Now that the escapement/carriage assembly is completed, we focus on the body again. Due to a broken mainspring, I had to delay attaching the motor which should have been done as the very first step out of everything. Woops. To add it at this stage, simply unscrew the plate holding the typebars in their hanger, seperate the second and third levers, and screw the motor on. You can see its two screws; one between the levers and below the spring plate, and one off to the right just above the foot.

Tidy up again, and its like we did the step correctly.

Your motor is now ready to pull its carriage.

We now add the shifting levers. The same screws that hold the lever hangers down also hold the respective spring plates down.

Here they are attached on the left side.

Repeat for the right side,

and add the springs.

Now we take the assembled carriage/escapement assembly (Anyone got a better name?), and its main hangers.

Take the top screw out from the side, and loosen slightly the lower screw, on each side.

With some careful finagling, the description of which is impossible, we place the assembly into the machine body. I forgot to place the left margin release bit, which you see dangling, in its hole. It is easy to remedy this without taking the assembly back out, and will be detailed later.

In all its glory, the Oliver starts taking shape.

After placing the screws back into the sides of the assembly and tightening the lower ones, we add the main hangers.

The assembly should now be in its fixed position. We now add the top to the roller at the back of the machine.

Zing! Sparkle Sparkle.

Now its time to flip the machine over, and add the shift locks, and automatic reverse.

The shift locks go on loosly first, after which you muscle the ribbon reverse cylinders through their holes. Run the rod through the respective holes, and tighten the shift locks and cylinder screws. 

Now we add the ribbon advancement super-plate thing which also acts as an anchor for other things.

Its main screw attaches to the roller-guide, and has a cylinder to allow the proper height. Make sure the small plate, pictured above, is in place with the small indents facing towards the back of the machine.

Now we add the automatic reverse engagements.

You'll slip them in, holding some of the typebars down, through the top plate we added as step 2 or 3 in the first section of this how to. Once they've found their way to position, you'll attach them to the cylinders you had previously left floundering on their own.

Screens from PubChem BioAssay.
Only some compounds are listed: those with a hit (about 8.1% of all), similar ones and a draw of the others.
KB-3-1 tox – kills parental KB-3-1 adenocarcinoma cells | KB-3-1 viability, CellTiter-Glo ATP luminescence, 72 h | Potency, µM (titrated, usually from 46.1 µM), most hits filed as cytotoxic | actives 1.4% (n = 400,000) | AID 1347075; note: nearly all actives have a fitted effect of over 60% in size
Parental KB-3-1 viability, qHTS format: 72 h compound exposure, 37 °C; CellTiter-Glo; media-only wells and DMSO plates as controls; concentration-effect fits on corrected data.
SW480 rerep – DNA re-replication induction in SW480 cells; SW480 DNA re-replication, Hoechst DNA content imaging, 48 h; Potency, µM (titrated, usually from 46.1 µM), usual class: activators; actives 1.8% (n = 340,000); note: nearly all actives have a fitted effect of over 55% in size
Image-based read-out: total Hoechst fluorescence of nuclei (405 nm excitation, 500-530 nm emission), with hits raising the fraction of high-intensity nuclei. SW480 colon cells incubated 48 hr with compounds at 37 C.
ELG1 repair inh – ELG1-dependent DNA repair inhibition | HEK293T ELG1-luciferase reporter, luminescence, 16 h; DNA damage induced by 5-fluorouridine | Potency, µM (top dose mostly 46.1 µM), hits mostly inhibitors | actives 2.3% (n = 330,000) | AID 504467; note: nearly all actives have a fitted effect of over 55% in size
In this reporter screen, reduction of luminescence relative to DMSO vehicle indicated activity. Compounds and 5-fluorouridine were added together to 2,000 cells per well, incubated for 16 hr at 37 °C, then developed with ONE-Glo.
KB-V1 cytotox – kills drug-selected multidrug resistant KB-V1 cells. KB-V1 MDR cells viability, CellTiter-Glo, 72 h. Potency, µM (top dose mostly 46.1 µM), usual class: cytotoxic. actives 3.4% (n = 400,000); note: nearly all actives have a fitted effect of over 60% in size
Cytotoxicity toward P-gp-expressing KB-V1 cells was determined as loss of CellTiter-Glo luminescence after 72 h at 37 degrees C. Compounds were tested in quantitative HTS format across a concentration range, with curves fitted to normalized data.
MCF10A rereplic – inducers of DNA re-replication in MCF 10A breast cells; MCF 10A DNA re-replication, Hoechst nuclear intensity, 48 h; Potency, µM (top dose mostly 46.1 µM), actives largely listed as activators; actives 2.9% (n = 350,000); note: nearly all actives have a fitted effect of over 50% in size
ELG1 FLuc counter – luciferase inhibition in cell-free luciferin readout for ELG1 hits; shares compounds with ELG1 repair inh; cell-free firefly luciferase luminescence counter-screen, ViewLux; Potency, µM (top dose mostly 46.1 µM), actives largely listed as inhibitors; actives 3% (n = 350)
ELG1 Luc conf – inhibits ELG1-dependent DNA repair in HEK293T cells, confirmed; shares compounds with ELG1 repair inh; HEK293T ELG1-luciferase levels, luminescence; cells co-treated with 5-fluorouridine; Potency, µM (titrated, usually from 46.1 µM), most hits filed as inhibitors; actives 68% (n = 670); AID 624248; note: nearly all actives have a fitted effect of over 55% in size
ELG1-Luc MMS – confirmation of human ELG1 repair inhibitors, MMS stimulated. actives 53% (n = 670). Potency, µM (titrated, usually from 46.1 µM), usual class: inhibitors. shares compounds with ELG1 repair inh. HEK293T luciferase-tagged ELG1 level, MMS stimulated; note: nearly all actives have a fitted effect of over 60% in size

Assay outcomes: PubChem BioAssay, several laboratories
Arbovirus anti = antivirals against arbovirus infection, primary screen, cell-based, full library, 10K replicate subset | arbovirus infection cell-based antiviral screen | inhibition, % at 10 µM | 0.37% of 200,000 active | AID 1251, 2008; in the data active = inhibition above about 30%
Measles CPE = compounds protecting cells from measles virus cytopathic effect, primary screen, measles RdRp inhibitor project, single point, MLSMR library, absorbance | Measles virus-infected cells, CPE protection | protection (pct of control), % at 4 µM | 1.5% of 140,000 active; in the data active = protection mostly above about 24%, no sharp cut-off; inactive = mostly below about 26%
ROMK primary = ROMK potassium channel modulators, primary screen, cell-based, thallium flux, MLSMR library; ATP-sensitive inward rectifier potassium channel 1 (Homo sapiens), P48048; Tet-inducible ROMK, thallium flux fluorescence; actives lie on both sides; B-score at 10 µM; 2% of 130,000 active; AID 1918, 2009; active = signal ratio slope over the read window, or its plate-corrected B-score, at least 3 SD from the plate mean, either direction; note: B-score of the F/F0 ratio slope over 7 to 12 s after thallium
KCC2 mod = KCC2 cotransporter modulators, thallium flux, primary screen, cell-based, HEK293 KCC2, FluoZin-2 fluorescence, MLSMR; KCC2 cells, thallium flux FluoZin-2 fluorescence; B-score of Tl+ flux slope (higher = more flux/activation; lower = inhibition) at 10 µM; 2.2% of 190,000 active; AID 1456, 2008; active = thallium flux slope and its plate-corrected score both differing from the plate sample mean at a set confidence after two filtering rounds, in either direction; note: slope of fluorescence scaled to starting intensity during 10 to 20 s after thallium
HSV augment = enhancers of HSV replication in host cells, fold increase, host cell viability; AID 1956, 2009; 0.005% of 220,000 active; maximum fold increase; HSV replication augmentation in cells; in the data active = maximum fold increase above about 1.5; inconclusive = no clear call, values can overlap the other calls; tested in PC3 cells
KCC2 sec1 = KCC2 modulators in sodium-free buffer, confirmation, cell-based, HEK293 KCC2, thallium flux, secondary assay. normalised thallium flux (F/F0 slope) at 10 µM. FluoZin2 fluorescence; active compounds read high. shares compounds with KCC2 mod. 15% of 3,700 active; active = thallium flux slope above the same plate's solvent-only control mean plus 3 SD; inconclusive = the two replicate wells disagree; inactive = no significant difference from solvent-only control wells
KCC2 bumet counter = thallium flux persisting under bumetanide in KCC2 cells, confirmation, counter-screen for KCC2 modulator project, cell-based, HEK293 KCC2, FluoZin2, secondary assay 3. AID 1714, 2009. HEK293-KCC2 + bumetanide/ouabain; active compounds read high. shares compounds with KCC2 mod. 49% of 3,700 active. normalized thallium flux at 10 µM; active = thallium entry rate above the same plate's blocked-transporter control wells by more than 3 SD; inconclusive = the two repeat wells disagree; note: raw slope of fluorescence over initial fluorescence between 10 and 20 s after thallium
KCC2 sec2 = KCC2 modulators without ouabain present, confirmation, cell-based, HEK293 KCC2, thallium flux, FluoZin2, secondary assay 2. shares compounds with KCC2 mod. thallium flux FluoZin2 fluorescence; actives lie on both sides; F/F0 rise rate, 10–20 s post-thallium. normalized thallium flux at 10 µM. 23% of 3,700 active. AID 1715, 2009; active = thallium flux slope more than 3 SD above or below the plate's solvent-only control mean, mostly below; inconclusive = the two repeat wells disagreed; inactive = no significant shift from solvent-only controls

Now for the ribbonspool rod.

Before you let it this far down, ensure you have the locking cylinder and grip cylinder (not shown) on the rod. Then you can lower it in place and properly affix said cylinders to their respective locations. 

On the underside, we attach the gear to the bottom of the rod.

repeat for the other side.

Its coming together! We now add the shifting mini-rods, which connect the shifting levers (seen above the ribbon plate thingy)

We then screw the screws in, and lock the mini-rods to their position.

Now we add the universal bar.

In its natural rest position, it should lay directly atop the key levers. Screw it in towards the front of the machine. There should be two nuts, one on each side of the machine, on the inside of the screw which are then used to lock the screw in place. Make sure the little clasps are properly opened when placing this piece so they dont get caught incorrectly on the ribbon advancement gear they active.

We now add the spring which forces the universal bar to its rest position.

We connect the universal bar to the reverse T-bar. (Please disregard the two large nuts. There should only be one large nut which actually screws onto the screw shown.)

Here it is attached. The large nut goes between the two pieces, the square inside the t bar itself, and the washer/small nut on the outside to lock the whole thing in place. Ensure it is tight, but not restricting movement of the entire mechanism. Its a bit finicky.

Now we add the lever which stops ribbon movement between spools. Why this is needed, I don't know. But its there to be used regardless.

This may be easier to do earlier, but it posed no true problems getting it in at this stage. Just finagle the lever piece in however you must.

For all intents and purposes, this machine is able to type. One long, long word, due to the absence of the space bar. And it cant shift quite yet. But that aside, a mono-word letter to your friend may be in the works.

Congratulations, your almost there!
Up next, we add the shifting rod (hopefully) and the space-bar, the ribbon-cups, and the left-margin release, and begin the fun process of adjusting the machine!